Tim Berners-Lee's shares his fears about privacy and his desire for an even more connected future.
The web inventor joined with over 100 activists and groups to call for an end to the hypocrisy of the US and UK ruling bodies.
Sir Tim Berners-Lee, Robert Kahn, Vinton Cerf, Louis Pouzin and Marc Andreessen win Queen Elizabeth prize for engineering the foundations of today's web.
How the change in web design has allowed for more seamless, socially optimized interaction -- as published on iQ by Intel.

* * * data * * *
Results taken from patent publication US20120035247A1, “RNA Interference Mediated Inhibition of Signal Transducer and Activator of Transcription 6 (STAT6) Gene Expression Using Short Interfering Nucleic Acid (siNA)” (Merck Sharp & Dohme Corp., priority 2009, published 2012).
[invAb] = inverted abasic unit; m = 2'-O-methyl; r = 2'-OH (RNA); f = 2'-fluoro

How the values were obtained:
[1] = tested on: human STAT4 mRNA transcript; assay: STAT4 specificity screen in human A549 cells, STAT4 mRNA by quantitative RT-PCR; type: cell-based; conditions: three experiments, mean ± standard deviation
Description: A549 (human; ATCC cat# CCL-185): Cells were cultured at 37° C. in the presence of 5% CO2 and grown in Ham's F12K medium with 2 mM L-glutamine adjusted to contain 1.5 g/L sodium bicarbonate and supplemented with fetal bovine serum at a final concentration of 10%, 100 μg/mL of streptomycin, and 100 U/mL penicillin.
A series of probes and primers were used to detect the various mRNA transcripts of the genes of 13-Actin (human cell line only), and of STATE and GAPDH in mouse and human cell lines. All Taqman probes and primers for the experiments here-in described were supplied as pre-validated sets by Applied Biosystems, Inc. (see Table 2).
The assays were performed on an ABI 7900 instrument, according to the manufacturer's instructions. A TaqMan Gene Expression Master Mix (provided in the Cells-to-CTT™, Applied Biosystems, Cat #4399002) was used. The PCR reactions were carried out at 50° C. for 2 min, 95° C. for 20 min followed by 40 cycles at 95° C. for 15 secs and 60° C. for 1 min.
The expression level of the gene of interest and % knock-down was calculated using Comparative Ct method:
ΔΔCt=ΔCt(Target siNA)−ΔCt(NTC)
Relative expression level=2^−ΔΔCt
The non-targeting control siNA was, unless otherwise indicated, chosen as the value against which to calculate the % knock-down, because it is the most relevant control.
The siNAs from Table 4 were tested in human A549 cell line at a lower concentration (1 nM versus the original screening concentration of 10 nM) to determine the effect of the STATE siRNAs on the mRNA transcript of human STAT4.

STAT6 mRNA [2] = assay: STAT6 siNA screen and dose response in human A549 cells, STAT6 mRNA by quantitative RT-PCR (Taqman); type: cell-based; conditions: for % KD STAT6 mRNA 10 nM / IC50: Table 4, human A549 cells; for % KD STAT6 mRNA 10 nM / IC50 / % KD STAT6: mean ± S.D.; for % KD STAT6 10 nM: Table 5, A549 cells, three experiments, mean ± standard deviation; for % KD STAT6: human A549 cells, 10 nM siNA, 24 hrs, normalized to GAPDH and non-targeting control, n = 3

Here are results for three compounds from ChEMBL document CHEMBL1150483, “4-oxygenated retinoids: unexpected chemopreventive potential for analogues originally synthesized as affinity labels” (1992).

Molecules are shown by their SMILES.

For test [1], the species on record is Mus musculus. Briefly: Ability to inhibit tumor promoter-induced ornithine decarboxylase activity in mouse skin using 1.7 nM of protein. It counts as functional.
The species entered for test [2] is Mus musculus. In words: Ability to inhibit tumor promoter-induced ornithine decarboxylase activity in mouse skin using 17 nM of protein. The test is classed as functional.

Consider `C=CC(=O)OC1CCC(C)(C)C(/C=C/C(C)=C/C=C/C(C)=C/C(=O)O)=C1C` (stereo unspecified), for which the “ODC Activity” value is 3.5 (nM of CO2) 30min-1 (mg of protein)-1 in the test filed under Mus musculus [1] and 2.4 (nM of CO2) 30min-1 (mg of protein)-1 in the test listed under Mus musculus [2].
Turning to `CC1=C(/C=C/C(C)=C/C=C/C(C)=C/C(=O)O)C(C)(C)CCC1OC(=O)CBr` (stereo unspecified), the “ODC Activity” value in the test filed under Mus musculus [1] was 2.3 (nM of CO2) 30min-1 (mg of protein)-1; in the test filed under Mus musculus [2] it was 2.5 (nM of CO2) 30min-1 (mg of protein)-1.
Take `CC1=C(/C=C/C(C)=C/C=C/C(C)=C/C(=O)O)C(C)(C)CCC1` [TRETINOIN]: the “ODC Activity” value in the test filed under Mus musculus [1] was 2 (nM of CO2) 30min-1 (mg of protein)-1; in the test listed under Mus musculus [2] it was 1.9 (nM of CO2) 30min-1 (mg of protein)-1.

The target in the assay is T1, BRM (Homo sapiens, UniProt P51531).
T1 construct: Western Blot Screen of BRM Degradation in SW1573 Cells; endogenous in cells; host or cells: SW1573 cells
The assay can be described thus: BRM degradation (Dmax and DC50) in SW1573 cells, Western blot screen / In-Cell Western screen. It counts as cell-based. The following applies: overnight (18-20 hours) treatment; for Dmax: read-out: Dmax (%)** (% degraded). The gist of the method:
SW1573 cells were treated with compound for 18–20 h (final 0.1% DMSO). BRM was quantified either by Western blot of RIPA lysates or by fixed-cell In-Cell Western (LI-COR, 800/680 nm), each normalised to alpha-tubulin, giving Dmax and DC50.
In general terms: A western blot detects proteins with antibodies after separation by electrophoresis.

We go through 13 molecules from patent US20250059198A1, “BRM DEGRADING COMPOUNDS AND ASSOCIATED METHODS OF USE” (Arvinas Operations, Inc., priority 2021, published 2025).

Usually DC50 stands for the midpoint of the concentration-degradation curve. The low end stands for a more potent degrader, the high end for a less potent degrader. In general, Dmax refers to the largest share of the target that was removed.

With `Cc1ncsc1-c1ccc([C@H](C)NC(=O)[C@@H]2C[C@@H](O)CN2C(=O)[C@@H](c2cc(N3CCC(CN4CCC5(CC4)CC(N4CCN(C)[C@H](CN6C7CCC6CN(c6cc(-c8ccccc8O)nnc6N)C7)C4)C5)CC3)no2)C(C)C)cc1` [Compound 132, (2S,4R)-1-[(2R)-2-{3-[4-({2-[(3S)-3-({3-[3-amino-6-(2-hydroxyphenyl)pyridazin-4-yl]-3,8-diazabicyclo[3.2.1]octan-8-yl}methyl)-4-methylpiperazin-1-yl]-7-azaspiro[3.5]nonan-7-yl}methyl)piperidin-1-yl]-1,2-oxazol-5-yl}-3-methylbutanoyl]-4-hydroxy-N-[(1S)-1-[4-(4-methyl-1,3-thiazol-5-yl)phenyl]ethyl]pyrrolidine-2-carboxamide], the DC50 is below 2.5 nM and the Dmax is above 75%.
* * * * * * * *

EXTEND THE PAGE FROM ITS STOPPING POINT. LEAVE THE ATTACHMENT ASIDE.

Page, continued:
The world wide web inventor reiterates opposition to extending government control of the Internet.
From politicians and professors to computer scientists and the first programmer, these are the champions of the open internet.
Access to large amounts of information and data is changing the way that we do journalism.
Tim Berners-Lee argues that closed-systems like Facebook, discriminatory Internet providers and government spying all work against the egalitarian link economy of the Web, limiting innovation and human rights.
"20 Things I Learned about Browsers and the Web" celebrates the 20th anniversary of the paper that led to the World Wide Web.